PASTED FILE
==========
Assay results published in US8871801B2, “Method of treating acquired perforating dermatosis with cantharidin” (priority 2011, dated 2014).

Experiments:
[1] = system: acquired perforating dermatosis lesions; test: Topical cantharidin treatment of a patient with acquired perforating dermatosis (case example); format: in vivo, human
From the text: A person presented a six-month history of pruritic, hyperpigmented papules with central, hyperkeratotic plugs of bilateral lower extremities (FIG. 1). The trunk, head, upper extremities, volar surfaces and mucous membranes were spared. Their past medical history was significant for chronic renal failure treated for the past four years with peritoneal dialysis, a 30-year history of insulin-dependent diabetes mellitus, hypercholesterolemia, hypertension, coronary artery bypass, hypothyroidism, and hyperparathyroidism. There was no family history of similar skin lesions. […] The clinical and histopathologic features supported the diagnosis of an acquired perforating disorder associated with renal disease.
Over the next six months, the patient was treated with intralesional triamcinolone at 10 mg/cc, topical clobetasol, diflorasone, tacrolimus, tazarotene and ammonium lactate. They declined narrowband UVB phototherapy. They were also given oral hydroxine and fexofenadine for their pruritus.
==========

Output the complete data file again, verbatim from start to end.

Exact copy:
Assay results published in US8871801B2, “Method of treating acquired perforating dermatosis with cantharidin” (priority 2011, dated 2014).

Experiments:
[1] = system: acquired perforating dermatosis lesions; test: Topical cantharidin treatment of a patient with acquired perforating dermatosis (case example); format: in vivo, human
From the text: A person presented a six-month history of pruritic, hyperpigmented papules with central, hyperkeratotic plugs of bilateral lower extremities (FIG. 1). The trunk, head, upper extremities, volar surfaces and mucous membranes were spared. Their past medical history was significant for chronic renal failure treated for the past four years with peritoneal dialysis, a 30-year history of insulin-dependent diabetes mellitus, hypercholesterolemia, hypertension, coronary artery bypass, hypothyroidism, and hyperparathyroidism. There was no family history of similar skin lesions. […] The clinical and histopathologic features supported the diagnosis of an acquired perforating disorder associated with renal disease.
Over the next six months, the patient was treated with intralesional triamcinolone at 10 mg/cc, topical clobetasol, diflorasone, tacrolimus, tazarotene and ammonium lactate. They declined narrowband UVB phototherapy. They were also given oral hydroxine and fexofenadine for their pruritus.